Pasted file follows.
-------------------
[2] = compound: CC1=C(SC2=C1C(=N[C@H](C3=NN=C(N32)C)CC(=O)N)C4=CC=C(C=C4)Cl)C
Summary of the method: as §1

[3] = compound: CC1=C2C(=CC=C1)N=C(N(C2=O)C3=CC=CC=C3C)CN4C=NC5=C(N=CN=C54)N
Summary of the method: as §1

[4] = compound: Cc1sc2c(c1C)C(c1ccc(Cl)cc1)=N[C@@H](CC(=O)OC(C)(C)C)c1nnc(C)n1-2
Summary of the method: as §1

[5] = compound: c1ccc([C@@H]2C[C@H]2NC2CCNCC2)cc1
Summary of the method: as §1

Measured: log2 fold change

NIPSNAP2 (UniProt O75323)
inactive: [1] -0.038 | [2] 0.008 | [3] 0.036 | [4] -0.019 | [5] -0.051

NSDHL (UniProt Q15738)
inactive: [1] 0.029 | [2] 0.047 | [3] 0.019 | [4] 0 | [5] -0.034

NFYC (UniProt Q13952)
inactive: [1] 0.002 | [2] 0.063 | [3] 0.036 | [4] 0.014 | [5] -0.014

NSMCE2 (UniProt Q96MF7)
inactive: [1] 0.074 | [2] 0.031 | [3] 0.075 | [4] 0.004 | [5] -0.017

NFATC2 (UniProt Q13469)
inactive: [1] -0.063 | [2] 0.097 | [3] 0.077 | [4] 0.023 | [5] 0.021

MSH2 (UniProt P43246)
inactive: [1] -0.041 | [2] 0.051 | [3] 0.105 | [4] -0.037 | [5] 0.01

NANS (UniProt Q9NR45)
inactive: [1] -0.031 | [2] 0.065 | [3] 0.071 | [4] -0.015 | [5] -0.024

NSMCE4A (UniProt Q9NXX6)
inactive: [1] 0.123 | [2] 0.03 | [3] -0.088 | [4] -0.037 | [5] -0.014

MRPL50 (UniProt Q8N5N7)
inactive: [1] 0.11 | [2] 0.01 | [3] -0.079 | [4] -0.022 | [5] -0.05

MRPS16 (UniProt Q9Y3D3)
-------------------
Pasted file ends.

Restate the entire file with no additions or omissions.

[2] = compound: CC1=C(SC2=C1C(=N[C@H](C3=NN=C(N32)C)CC(=O)N)C4=CC=C(C=C4)Cl)C
Summary of the method: as §1

[3] = compound: CC1=C2C(=CC=C1)N=C(N(C2=O)C3=CC=CC=C3C)CN4C=NC5=C(N=CN=C54)N
Summary of the method: as §1

[4] = compound: Cc1sc2c(c1C)C(c1ccc(Cl)cc1)=N[C@@H](CC(=O)OC(C)(C)C)c1nnc(C)n1-2
Summary of the method: as §1

[5] = compound: c1ccc([C@@H]2C[C@H]2NC2CCNCC2)cc1
Summary of the method: as §1

Measured: log2 fold change

NIPSNAP2 (UniProt O75323)
inactive: [1] -0.038 | [2] 0.008 | [3] 0.036 | [4] -0.019 | [5] -0.051

NSDHL (UniProt Q15738)
inactive: [1] 0.029 | [2] 0.047 | [3] 0.019 | [4] 0 | [5] -0.034

NFYC (UniProt Q13952)
inactive: [1] 0.002 | [2] 0.063 | [3] 0.036 | [4] 0.014 | [5] -0.014

NSMCE2 (UniProt Q96MF7)
inactive: [1] 0.074 | [2] 0.031 | [3] 0.075 | [4] 0.004 | [5] -0.017

NFATC2 (UniProt Q13469)
inactive: [1] -0.063 | [2] 0.097 | [3] 0.077 | [4] 0.023 | [5] 0.021

MSH2 (UniProt P43246)
inactive: [1] -0.041 | [2] 0.051 | [3] 0.105 | [4] -0.037 | [5] 0.01

NANS (UniProt Q9NR45)
inactive: [1] -0.031 | [2] 0.065 | [3] 0.071 | [4] -0.015 | [5] -0.024

NSMCE4A (UniProt Q9NXX6)
inactive: [1] 0.123 | [2] 0.03 | [3] -0.088 | [4] -0.037 | [5] -0.014

MRPL50 (UniProt Q8N5N7)
inactive: [1] 0.11 | [2] 0.01 | [3] -0.079 | [4] -0.022 | [5] -0.05

MRPS16 (UniProt Q9Y3D3)